"I paint new dolls each year," she said.

"Where do you keep them all?"

"In the basement. They pack up nice and small."

When I looked down the street, I didn't see any of the Hill Slugs until I pulled up in front of  the growing masterpiece that is the work of  Delores Dragan. The nine of us made up half the crowd in front of the house.

Cats, looking like cats do every day of the week:

She can even make a flower look creepy:

This one, though, is serious. Dead serious.

Each candle and each dead bird is next to the name of a black person, murdered by police or vigilantes, dating all the way back to Emmett Till. Each label has the name and age of the victim.

Zoom in.

Across the street, neighbors have added to the spectacle:

Pete couldn't take all this milling about anymore, and took off. We were down to eight.

A tailwind pushed us out of Lambertville as we climbed Rocktown Road. I backtracked across Route 31, onto Mountain again, then up Linvale.

Rajesh and Ricky were ahead of me. Not by much, but by enough that when I called out the left onto Snydertown a good quarter mile before the turn, I didn't think they heard me.

I called out again as the red barn came into view. I put out my arm, hoping one of them was looking in his mirror.  "Leeeeeeeft!  Leeeeeeeeeeeeeeft turn!"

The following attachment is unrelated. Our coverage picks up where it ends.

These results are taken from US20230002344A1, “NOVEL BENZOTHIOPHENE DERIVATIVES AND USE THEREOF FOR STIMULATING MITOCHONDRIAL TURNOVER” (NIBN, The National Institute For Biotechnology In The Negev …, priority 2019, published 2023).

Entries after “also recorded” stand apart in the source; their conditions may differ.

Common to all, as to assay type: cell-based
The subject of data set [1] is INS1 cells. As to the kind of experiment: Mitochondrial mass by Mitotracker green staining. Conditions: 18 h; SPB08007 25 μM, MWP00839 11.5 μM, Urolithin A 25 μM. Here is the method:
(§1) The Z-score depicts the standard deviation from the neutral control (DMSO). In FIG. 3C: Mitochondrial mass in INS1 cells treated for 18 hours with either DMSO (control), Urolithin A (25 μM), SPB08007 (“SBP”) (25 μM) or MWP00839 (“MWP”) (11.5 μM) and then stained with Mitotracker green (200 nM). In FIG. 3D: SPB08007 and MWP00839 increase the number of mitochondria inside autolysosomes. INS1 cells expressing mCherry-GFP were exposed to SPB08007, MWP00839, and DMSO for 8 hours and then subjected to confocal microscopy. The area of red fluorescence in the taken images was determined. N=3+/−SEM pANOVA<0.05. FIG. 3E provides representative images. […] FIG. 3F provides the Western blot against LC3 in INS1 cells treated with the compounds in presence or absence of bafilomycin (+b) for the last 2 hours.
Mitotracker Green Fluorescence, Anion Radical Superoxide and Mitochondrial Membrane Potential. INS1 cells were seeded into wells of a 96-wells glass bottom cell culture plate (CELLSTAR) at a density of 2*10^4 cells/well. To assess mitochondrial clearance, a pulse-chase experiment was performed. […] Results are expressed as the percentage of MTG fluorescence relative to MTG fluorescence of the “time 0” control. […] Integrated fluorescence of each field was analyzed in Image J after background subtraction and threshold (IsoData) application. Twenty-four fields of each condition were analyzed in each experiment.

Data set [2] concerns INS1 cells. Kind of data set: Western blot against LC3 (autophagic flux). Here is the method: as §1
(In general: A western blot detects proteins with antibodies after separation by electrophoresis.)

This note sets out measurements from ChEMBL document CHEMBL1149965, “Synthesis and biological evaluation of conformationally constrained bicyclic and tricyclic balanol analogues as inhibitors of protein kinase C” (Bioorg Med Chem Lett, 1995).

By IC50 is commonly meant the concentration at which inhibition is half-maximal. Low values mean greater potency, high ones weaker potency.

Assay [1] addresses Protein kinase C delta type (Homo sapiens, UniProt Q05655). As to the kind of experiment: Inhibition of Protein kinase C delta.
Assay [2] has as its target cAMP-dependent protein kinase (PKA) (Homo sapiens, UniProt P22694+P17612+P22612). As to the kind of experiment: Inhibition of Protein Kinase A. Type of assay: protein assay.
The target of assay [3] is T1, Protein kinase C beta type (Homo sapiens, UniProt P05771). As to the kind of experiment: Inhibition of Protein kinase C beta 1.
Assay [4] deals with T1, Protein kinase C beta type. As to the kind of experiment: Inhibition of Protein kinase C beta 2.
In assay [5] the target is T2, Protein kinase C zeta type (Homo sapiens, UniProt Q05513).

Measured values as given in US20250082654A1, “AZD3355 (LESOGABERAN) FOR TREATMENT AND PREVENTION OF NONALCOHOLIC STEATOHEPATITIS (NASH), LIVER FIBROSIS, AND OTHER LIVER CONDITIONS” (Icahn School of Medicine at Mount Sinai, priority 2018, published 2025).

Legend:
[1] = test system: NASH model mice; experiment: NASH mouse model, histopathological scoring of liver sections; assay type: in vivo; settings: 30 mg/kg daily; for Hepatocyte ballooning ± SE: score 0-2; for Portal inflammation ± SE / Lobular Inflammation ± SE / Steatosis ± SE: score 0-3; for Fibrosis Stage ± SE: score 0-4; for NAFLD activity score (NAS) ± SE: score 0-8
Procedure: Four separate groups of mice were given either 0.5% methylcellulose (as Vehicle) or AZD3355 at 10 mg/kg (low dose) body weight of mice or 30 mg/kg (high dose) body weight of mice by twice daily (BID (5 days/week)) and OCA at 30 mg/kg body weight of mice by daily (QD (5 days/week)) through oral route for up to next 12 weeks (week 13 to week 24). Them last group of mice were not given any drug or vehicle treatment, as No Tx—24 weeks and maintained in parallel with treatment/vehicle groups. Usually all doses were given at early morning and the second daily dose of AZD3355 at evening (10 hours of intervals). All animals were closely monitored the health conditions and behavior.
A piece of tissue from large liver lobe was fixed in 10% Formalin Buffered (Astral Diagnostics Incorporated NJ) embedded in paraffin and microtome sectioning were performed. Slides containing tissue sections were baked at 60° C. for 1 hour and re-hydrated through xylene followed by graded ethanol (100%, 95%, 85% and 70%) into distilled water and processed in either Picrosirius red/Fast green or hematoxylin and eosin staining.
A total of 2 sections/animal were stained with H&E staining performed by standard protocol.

Rajesh and Ricky continued down the hill, oblivious. At the start of the ride, I'd warned, "You ride ahead, you're on your own." I turned left. There was enough spread behind me that I figured the two ahead would see the last of us and turn around.

We got spread out on Snydertown. When we recollected, I was surprised that Rajesh and Ricky weren't there. I'd seen that Rajesh had a GPS, and I figured that they'd decided to use it. They'd get back to Pennington long before we would.

We were down to six.

Where Stony Brook Road meets Route 518, Andrew peeled off for home.


This was starting to feel like an old school ride, before the Hill Slug moniker was official, with one exception: back in the day, I'd have followed the two errant riders and adjusted course. Not today. I no longer chase people down, and that goes double if it means climbing back up afterwards.

Near the southern end of Stony Brook, I stopped to catch the afternoon light on the trees:

Our last stretch, the few miles on Pennington-Rocky Hill Road, were into a strong headwind. We got spread out enough that I stopped to wait before we reached Pennington. I didn't want to lose anyone else.

When we pulled into the parking lot, Rajesh and Ricky's cars were still there. Uh-oh. I checked my phone, which hadn't rung or buzzed in all this time.

Tim said, "I don't know whether to love you or hate you right now."  Yeah, yeah, say something I haven't heard before.

I passed around the bag of candy. The guys wouldn't take more than one piece each. Sheesh.

I plopped myself down on a bed of pine needles and called Ricky. "Where are you? We were calling out 'left turn' but you didn't hear us."